I realized I needed to find a way to convince my husband it was in our best interest to keep the elephant pillow.  Clearly, trying to convince him that the pillow was an appealing addition to our living room was not the answer.  Nor would he buy into the fact that having an elephant pillow would help raise awareness for the plight of elephants with an abundance of chin hair (yes, that is a thing, and something I can personally relate to).  I also didn’t think it would help to point out that the pillow was just the right size to smother someone who didn’t like the pillow as much as I did.

Not that I would ever think that.

Then I had a jolt of inspiration.

“You know,” I said.  “This elephant pillow is the perfect size and just the right amount of support for a really good couch nap.”

My husband eyed the elephant pillow suspiciously.  He looked at me.  He looked back at the pillow.  Then he slid across the couch, fluffed the pillow, swung his legs up on the couch and lay his head down on the pillow.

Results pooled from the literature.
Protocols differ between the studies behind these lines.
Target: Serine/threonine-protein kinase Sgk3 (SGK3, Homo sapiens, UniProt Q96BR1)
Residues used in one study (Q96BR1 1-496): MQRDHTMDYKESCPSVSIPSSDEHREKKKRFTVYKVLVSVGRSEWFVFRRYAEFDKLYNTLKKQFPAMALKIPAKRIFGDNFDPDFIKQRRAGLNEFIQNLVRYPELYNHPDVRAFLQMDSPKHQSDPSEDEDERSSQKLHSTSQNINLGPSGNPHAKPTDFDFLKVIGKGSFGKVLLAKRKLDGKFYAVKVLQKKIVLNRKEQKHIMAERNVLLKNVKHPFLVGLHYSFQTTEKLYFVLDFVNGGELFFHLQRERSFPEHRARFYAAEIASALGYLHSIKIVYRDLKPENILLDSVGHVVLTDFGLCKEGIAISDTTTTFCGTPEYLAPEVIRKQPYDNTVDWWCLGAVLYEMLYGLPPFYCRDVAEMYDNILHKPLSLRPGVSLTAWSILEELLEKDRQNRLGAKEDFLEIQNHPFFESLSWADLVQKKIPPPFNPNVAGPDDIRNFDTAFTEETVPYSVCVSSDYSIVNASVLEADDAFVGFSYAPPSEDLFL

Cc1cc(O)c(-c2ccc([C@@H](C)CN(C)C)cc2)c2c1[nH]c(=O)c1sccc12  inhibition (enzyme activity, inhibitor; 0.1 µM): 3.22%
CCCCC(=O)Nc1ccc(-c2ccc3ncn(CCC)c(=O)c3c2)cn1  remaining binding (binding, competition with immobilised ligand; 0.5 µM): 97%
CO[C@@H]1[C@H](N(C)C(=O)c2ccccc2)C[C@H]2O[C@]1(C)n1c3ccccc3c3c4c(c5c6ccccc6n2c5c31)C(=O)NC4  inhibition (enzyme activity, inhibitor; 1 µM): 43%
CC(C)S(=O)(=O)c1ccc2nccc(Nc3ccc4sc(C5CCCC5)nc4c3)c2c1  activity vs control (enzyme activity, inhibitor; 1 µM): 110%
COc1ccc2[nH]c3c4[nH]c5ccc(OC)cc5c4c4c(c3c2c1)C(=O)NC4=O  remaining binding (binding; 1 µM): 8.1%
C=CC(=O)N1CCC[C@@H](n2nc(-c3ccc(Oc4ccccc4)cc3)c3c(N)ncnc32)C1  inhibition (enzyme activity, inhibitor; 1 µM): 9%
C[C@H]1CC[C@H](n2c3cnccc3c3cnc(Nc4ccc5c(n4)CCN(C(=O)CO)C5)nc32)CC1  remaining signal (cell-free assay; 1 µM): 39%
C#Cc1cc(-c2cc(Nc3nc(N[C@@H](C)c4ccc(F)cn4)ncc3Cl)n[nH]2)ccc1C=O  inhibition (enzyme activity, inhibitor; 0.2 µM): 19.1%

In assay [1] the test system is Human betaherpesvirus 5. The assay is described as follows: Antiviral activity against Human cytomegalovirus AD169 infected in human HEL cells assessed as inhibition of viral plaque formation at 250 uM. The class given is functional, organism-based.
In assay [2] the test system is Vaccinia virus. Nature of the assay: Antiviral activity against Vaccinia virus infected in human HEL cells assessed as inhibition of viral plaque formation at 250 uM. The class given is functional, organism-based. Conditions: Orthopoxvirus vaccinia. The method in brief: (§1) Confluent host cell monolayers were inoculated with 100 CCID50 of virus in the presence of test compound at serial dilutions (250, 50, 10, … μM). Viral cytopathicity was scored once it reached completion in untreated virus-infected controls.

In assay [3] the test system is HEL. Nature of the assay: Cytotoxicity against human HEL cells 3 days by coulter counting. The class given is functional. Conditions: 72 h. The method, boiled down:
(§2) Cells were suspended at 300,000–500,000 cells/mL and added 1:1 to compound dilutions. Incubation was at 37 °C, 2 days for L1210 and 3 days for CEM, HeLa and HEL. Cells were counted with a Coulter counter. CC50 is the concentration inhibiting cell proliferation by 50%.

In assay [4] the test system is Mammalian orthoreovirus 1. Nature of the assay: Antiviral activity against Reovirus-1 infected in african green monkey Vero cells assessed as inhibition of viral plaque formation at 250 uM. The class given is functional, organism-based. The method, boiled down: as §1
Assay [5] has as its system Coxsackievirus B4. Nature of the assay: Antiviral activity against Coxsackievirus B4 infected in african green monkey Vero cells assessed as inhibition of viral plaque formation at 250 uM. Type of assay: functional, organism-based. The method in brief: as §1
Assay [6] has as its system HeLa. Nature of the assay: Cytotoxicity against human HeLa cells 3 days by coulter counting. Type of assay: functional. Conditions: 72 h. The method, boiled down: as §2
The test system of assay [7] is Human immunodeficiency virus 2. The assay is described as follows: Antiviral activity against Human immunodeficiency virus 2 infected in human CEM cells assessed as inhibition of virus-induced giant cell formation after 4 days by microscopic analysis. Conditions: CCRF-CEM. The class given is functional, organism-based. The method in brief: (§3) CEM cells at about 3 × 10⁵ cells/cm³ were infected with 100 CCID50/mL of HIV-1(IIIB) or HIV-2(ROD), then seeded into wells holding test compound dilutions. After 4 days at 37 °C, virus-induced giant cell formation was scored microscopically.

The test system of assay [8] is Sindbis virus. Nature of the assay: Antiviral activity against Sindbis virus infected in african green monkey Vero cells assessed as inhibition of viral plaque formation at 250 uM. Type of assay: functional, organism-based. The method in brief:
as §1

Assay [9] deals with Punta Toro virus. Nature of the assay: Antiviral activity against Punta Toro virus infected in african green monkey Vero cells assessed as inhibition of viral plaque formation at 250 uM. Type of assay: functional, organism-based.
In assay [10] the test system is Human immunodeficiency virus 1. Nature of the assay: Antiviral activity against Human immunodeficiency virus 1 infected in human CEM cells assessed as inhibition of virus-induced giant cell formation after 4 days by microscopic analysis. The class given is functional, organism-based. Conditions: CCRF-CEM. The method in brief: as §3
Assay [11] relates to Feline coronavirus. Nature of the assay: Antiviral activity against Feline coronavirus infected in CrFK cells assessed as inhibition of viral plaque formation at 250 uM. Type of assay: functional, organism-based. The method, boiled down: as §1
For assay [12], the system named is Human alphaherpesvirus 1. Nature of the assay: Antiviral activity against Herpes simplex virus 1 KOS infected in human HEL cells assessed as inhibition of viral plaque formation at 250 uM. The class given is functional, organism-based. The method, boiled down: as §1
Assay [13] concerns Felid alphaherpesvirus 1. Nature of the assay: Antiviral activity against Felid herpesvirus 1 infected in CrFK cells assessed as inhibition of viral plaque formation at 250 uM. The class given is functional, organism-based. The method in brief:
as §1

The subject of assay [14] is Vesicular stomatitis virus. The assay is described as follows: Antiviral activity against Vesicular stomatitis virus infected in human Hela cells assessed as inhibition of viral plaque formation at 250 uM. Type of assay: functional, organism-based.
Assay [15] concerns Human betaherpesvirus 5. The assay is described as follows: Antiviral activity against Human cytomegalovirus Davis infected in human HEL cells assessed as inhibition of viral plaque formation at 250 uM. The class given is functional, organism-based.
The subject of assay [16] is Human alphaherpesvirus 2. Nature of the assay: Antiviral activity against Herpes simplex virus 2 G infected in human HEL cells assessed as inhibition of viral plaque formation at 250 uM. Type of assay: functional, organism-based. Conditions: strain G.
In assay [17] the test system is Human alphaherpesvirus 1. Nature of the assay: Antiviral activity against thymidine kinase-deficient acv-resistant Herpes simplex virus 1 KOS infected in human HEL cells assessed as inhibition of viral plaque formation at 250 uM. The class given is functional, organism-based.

“You know what?  You’re right,” he said.  “This is a great nap pillow!”

“Great!”  I said, “Now let’s talk about the emu salt and pepper shakers I just got.”

~Tracy Beckerman is the author of the Amazon Bestseller, “Barking at the Moon: A Story of Life Love and Kibble.”
COPYRIGHT 2023 CREATORS

Fascinating Stuff

FASCINATING STUFF

  • The world’s smallest antelope is the royal antelope or Neotragus pygmaeus, found in western Africa.  Full-grown adults stand about 10 to 12 inches tall, and a newborn will fit in the palm of your hand.  These nocturnal relatives of gazelles live in forests and feed on vegetation.  In some places, they’re hunted for food.  Other cultures consider it bad luck to kill them and let them live in peace.